IRS worker charged with leaking Michael Cohen bank info

Federal prosecutors in California unveiled criminal charges on Thursday against an IRS investigator for leaking suspicious financial reports associated with President Trump's former personal lawyer, Michael Cohen, allegedly giving banking information on Cohen to lawyer Michael Avenatti, who was then locked in a legal fight with the President over hush money payments to porn star Stormy Daniels.

An investigative analyst for the IRS Criminal Investigative Division in San Francisco, John Fry is alleged to have searched files for 'Suspicious Activity Reports' about Cohen, giving the information to Avenatti, who then tweeted out the material on May 8, 2018.

ExploreThe criminal complaint charges that the information Fry released was later published by the Washington Post on May 8, and then by the New Yorker on May 16.

It was not immediately clear how Fry and Avenatti knew each other.

The information which was released centered on a series of banking transactions involving Cohen - which had been flagged by federal officials - totaling over $6 million, and included questions about possible 'fraudulent and illegal financial transactions' by Cohen in 'Singapore, Hungary, Malaysia, Canada, Taiwan, Kenya, and Israel.'

The feds allege that Avenatti then funneled the information to the Washington Post; a few days later, Fry and 'Reporter-1' - Ronan Farrow of the New Yorker - exchanged a series of WhatsApp messages about the same banking information.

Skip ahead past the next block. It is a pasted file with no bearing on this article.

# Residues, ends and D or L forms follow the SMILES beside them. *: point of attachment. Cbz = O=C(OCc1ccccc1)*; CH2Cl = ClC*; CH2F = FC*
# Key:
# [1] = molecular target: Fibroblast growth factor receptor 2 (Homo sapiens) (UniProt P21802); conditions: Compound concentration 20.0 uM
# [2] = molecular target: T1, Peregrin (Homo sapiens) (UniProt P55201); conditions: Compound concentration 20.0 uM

In the days that followed, Avenatti tried to create more media interest in the story by tweeting about the information.

"Why is no media outlet doing a story on the refusal of the Treasury Department to release to the public the 3 Suspicious Activity Reports that were filed concerning Essential Consultants, LLC's bank account?" Avenatti tweeted on May 9, 2018.

After the release of the Fry charges on Thursday, Avenatti denied wrongdoing.

"Neither I nor R. Farrow (Reporter-1) did anything wrong or illegal with the financial info relating to Cohen’s crimes," Avenatti said on Twitter in a post on Thursday evening, as he claimed that Fry had not violated the Bank Secrecy Act by disclosing the SAR information.

Prosecutors said if Fry was convicted, he could face a maximum of five years in prison, and a fine of $250,000.

ExploreThis is the second time charges have been brought in the past year over leaks of bank transaction information about people with links to President Trump.

In October of 2018, charges were filed against an official in the Treasury Department for illegally leaking financial information about bank transactions by certain people involved in the investigation of Russian interference in the 2016 elections.

Those disclosures by Natalie Mayflower Sours Edwards, a senior official in the Financial Crimes Enforcement Network, pertained to 'suspicious transactions' related to Paul Manafort, Richard Gates, Russian diplomatic accounts, and other matters.

"At the time of EDWARDS’s arrest, she was in possession of a flash drive appearing to be the flash drive on which she saved the unlawfully disclosed SARs, and a cellphone containing numerous communications over an encrypted application in which she transmitted SARs and other sensitive government information to Reporter-1," the Justice Department said at the time.

That 'Reporter-1' was also Ronan Farrow of the New Yorker.

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